T1 was… interesting. There was a standard changing tent, but due to the freezing temperatures, everyone was stopping to fully change clothes, instead of just dropping wetsuit and helmeting up. When I arrived, the tent was filled with 300+ naked men, standing room only, and more arriving every second. It was something between a Turkish bath and a cattle car. It took me 5 minutes just to get to a space large enough to change, and my overall T1 time of 18 minutes was just about average for the day on the men’s side. There was a clothing dropoff option at a rest stop on miles 20 & 60, so I added armwarmers, gloves and a longsleeve bike jersey to my normal race outfit of a singlet and a DC Tri jersey. Unfortunately, the longsleeve jersey only had a single rear pocket, so much of my race nutrition was in the DC Tri jersey underneath.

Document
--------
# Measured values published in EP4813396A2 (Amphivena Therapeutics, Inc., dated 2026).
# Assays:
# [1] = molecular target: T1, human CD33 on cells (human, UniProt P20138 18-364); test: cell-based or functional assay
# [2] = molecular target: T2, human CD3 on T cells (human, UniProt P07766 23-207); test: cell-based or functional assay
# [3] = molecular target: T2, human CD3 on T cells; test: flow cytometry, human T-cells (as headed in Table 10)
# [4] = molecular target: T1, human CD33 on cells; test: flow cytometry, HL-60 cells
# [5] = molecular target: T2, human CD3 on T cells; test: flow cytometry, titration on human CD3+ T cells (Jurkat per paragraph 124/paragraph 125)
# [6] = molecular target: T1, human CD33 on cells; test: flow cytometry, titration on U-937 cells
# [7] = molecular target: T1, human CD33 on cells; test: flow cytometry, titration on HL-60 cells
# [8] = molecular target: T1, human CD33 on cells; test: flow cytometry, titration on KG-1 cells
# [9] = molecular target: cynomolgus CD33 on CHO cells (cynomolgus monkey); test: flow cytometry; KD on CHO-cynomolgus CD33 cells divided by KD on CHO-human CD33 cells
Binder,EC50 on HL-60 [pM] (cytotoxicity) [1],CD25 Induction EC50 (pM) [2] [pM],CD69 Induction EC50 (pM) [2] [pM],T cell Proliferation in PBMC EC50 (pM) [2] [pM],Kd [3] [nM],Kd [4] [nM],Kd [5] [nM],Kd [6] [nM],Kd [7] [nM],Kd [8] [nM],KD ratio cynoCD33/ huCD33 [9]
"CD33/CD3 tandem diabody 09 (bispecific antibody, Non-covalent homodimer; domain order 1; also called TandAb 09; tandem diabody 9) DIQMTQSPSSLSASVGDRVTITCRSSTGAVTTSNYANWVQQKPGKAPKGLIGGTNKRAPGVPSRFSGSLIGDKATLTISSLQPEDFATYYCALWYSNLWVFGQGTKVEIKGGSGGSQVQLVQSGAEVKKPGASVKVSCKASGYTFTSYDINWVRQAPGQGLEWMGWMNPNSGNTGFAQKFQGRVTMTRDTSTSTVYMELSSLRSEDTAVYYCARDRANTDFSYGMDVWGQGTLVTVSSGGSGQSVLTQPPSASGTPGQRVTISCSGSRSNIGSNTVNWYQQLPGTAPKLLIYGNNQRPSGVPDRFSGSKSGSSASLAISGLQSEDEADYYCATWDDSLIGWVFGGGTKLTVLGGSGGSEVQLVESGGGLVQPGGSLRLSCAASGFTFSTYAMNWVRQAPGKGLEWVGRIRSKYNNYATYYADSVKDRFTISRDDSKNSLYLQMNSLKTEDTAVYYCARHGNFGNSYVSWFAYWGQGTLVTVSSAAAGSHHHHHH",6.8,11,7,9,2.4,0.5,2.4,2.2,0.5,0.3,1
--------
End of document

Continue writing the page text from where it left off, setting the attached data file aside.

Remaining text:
The bike course started out with a 25 mile section of flat to slightly down roads. My overall strategy for the day was to cruise, keep my HR in low zone 2, and do everything possible to guarantee a finish, instead of pushing the pace for a high ranking. My race plan for the bike, courtesy of Coach AJ (familiar to many DC Tri folks, and a fantastic coach), was to go steady at 130-140 HR, 180-190 watts on the power meter. Early on, this meant that lots of people were bombing by on the flats, but having driven the course, I was happy enough to save myself for the challenge ahead. Nutrition was a bit interesting, as I had to reach up under the bottom of my longsleeve to get to my jersey pocket, but it went fine after a few practice attempts. Hydration was Cherry-Limeade Nuun – I don’t really like the Perform brand, but I do need electrolytes for the long rides, so I just took water at the bottle exchanges, and added a tablet from my bento box. Food for the ride was buffalo-sweet potato-rice empanadas courtesy of the Feed Zone cookbook (gels and shotblox kill my stomach on really long rides, so I save them for the run), and I was taking Salt Stick salt tablets w/caffeine every 30 minutes. I have struggled for years with cramping issues, but 500-600mg of salt an hour has proved to be a major help on that front.